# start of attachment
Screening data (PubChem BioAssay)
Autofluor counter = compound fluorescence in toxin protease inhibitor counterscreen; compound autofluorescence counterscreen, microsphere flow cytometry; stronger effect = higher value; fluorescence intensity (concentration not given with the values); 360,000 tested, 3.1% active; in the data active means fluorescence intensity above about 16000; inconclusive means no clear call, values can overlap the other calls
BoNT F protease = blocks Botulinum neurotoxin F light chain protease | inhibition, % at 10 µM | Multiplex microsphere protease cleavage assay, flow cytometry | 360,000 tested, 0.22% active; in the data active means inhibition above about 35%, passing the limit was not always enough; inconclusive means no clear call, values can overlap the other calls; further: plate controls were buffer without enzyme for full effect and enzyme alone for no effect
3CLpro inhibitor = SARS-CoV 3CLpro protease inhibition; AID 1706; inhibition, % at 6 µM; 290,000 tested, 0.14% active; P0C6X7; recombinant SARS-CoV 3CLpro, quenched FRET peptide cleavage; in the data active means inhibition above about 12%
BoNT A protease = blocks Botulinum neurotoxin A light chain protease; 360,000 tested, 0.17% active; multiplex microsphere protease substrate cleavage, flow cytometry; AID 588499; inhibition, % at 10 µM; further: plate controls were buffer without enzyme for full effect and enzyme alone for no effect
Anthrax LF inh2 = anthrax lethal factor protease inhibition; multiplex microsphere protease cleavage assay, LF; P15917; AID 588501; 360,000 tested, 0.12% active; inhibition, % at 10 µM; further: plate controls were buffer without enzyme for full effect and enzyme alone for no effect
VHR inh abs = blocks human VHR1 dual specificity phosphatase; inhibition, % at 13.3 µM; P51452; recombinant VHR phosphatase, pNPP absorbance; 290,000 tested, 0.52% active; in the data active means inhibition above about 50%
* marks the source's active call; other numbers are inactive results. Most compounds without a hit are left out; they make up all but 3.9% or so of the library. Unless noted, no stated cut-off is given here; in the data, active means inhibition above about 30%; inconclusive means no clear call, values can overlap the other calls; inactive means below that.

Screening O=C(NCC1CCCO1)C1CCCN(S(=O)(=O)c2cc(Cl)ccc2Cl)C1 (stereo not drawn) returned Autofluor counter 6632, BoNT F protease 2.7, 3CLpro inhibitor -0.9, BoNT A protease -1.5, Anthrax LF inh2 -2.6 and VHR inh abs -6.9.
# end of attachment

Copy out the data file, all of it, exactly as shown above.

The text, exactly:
Screening data (PubChem BioAssay)
Autofluor counter = compound fluorescence in toxin protease inhibitor counterscreen; compound autofluorescence counterscreen, microsphere flow cytometry; stronger effect = higher value; fluorescence intensity (concentration not given with the values); 360,000 tested, 3.1% active; in the data active means fluorescence intensity above about 16000; inconclusive means no clear call, values can overlap the other calls
BoNT F protease = blocks Botulinum neurotoxin F light chain protease | inhibition, % at 10 µM | Multiplex microsphere protease cleavage assay, flow cytometry | 360,000 tested, 0.22% active; in the data active means inhibition above about 35%, passing the limit was not always enough; inconclusive means no clear call, values can overlap the other calls; further: plate controls were buffer without enzyme for full effect and enzyme alone for no effect
3CLpro inhibitor = SARS-CoV 3CLpro protease inhibition; AID 1706; inhibition, % at 6 µM; 290,000 tested, 0.14% active; P0C6X7; recombinant SARS-CoV 3CLpro, quenched FRET peptide cleavage; in the data active means inhibition above about 12%
BoNT A protease = blocks Botulinum neurotoxin A light chain protease; 360,000 tested, 0.17% active; multiplex microsphere protease substrate cleavage, flow cytometry; AID 588499; inhibition, % at 10 µM; further: plate controls were buffer without enzyme for full effect and enzyme alone for no effect
Anthrax LF inh2 = anthrax lethal factor protease inhibition; multiplex microsphere protease cleavage assay, LF; P15917; AID 588501; 360,000 tested, 0.12% active; inhibition, % at 10 µM; further: plate controls were buffer without enzyme for full effect and enzyme alone for no effect
VHR inh abs = blocks human VHR1 dual specificity phosphatase; inhibition, % at 13.3 µM; P51452; recombinant VHR phosphatase, pNPP absorbance; 290,000 tested, 0.52% active; in the data active means inhibition above about 50%
* marks the source's active call; other numbers are inactive results. Most compounds without a hit are left out; they make up all but 3.9% or so of the library. Unless noted, no stated cut-off is given here; in the data, active means inhibition above about 30%; inconclusive means no clear call, values can overlap the other calls; inactive means below that.

Screening O=C(NCC1CCCO1)C1CCCN(S(=O)(=O)c2cc(Cl)ccc2Cl)C1 (stereo not drawn) returned Autofluor counter 6632, BoNT F protease 2.7, 3CLpro inhibitor -0.9, BoNT A protease -1.5, Anthrax LF inh2 -2.6 and VHR inh abs -6.9.